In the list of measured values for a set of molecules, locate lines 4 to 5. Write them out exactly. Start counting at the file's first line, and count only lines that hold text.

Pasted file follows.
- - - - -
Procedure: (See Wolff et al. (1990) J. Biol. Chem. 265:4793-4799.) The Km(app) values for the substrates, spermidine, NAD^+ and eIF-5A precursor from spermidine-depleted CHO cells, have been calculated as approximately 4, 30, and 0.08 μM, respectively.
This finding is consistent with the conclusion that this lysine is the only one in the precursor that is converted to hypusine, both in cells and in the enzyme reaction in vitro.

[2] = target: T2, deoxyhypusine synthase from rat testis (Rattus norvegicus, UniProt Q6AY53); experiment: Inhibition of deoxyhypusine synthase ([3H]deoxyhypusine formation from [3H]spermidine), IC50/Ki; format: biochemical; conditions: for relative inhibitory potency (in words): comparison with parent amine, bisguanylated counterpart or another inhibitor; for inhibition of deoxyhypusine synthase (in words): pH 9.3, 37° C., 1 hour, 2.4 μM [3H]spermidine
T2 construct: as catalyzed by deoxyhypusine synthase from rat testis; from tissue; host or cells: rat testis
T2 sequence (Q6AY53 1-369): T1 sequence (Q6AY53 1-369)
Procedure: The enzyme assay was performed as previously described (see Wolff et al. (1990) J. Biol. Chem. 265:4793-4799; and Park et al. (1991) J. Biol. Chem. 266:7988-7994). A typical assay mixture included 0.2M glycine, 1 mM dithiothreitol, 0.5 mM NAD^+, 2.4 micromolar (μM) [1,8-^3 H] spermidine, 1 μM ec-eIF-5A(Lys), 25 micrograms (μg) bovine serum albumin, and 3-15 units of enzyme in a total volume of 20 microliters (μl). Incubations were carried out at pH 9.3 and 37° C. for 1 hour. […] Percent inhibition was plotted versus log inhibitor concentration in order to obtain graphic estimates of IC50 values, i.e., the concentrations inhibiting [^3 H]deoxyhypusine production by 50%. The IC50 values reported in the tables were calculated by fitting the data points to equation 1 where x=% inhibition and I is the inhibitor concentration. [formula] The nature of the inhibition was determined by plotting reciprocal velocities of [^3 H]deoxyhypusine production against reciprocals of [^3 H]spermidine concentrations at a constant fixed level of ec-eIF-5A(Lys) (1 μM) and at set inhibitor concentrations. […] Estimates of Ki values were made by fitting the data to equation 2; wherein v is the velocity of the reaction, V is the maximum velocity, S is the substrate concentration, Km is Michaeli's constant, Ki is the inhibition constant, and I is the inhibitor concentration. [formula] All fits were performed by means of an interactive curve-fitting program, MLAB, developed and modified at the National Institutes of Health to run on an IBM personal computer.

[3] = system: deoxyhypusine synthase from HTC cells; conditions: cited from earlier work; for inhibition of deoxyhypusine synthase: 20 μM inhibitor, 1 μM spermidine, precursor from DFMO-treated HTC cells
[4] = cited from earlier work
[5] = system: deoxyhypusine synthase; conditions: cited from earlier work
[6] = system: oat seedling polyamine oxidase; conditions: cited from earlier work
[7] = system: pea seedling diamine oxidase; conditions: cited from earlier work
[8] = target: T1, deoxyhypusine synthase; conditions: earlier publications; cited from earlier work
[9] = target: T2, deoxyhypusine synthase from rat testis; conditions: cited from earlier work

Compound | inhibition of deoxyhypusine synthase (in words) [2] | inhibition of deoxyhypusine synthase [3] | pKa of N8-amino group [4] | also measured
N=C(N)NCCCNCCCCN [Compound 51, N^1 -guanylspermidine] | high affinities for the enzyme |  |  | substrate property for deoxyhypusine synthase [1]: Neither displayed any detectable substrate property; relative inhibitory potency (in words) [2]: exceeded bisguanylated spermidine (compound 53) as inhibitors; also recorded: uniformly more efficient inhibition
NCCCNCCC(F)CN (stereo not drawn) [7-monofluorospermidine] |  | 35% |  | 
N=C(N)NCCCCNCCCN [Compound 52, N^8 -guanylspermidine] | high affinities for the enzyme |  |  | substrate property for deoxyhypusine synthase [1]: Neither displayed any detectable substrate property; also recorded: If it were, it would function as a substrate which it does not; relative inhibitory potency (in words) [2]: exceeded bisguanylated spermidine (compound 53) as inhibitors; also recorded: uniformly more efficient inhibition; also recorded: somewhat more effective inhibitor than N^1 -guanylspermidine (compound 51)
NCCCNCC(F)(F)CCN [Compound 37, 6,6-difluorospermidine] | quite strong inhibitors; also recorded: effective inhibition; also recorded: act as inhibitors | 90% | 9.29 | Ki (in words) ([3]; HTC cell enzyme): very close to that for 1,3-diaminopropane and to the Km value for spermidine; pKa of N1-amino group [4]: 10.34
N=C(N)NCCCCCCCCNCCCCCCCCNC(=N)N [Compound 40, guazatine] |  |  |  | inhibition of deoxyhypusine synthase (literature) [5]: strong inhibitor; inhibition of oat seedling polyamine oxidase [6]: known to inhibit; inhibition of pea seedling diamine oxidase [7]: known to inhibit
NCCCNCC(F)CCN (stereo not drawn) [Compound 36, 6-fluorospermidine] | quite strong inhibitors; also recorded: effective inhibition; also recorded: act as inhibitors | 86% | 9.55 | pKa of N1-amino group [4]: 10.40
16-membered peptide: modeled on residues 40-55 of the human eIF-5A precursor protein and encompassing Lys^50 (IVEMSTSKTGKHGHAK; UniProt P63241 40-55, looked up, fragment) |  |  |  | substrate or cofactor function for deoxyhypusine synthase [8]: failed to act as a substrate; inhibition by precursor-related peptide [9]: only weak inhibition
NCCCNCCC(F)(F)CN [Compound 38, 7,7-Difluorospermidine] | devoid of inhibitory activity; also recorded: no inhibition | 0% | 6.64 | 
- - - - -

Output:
T2 construct: as catalyzed by deoxyhypusine synthase from rat testis; from tissue; host or cells: rat testis
T2 sequence (Q6AY53 1-369): T1 sequence (Q6AY53 1-369)